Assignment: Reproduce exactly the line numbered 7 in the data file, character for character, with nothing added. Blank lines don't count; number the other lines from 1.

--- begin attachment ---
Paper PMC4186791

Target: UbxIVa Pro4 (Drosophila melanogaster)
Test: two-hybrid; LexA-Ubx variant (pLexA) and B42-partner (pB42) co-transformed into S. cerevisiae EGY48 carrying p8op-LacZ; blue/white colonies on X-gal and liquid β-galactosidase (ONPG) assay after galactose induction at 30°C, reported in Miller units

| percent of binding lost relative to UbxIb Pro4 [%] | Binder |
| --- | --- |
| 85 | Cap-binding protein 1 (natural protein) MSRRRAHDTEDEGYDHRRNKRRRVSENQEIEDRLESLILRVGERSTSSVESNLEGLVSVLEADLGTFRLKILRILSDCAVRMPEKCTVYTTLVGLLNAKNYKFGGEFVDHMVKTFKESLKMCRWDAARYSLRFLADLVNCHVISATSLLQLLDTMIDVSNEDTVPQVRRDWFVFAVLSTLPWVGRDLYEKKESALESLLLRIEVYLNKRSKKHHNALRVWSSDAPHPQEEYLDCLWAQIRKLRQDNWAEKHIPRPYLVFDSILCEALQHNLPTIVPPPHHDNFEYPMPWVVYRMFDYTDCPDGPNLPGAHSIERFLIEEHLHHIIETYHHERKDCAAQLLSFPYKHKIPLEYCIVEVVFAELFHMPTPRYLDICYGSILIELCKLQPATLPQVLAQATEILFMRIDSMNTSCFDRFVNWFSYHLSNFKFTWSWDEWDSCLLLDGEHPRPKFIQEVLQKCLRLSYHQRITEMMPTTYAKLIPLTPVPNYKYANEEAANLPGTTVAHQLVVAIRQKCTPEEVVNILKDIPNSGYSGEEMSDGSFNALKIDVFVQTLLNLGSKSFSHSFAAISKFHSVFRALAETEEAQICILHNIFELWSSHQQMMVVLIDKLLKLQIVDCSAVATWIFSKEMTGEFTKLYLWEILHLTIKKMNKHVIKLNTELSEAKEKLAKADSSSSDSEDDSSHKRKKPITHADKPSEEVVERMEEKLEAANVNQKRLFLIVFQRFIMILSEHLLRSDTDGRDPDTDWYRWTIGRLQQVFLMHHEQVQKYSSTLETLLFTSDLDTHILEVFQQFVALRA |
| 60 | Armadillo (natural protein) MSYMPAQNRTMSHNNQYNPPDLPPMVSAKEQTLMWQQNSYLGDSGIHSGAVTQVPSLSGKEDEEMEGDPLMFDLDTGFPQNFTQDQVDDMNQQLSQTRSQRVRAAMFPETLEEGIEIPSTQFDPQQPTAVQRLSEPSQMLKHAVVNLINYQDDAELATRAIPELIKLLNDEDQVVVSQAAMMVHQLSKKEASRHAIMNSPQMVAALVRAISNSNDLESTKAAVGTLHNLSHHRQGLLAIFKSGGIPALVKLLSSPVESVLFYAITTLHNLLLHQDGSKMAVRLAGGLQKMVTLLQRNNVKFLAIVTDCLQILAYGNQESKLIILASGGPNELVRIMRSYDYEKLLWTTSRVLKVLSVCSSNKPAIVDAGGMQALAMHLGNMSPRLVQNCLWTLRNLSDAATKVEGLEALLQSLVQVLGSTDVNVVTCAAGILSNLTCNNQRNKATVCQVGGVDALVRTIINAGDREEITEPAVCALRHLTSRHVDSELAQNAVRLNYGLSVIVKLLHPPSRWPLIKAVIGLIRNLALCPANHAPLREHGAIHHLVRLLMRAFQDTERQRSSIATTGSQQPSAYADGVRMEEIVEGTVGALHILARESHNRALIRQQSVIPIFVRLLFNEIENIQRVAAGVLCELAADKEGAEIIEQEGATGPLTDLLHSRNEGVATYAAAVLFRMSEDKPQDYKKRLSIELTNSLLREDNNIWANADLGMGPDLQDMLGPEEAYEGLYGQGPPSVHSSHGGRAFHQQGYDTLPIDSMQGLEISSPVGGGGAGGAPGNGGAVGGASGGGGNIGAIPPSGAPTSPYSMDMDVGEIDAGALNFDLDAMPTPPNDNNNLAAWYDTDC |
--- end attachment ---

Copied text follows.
| 60 | Armadillo (natural protein) MSYMPAQNRTMSHNNQYNPPDLPPMVSAKEQTLMWQQNSYLGDSGIHSGAVTQVPSLSGKEDEEMEGDPLMFDLDTGFPQNFTQDQVDDMNQQLSQTRSQRVRAAMFPETLEEGIEIPSTQFDPQQPTAVQRLSEPSQMLKHAVVNLINYQDDAELATRAIPELIKLLNDEDQVVVSQAAMMVHQLSKKEASRHAIMNSPQMVAALVRAISNSNDLESTKAAVGTLHNLSHHRQGLLAIFKSGGIPALVKLLSSPVESVLFYAITTLHNLLLHQDGSKMAVRLAGGLQKMVTLLQRNNVKFLAIVTDCLQILAYGNQESKLIILASGGPNELVRIMRSYDYEKLLWTTSRVLKVLSVCSSNKPAIVDAGGMQALAMHLGNMSPRLVQNCLWTLRNLSDAATKVEGLEALLQSLVQVLGSTDVNVVTCAAGILSNLTCNNQRNKATVCQVGGVDALVRTIINAGDREEITEPAVCALRHLTSRHVDSELAQNAVRLNYGLSVIVKLLHPPSRWPLIKAVIGLIRNLALCPANHAPLREHGAIHHLVRLLMRAFQDTERQRSSIATTGSQQPSAYADGVRMEEIVEGTVGALHILARESHNRALIRQQSVIPIFVRLLFNEIENIQRVAAGVLCELAADKEGAEIIEQEGATGPLTDLLHSRNEGVATYAAAVLFRMSEDKPQDYKKRLSIELTNSLLREDNNIWANADLGMGPDLQDMLGPEEAYEGLYGQGPPSVHSSHGGRAFHQQGYDTLPIDSMQGLEISSPVGGGGAGGAPGNGGAVGGASGGGGNIGAIPPSGAPTSPYSMDMDVGEIDAGALNFDLDAMPTPPNDNNNLAAWYDTDC |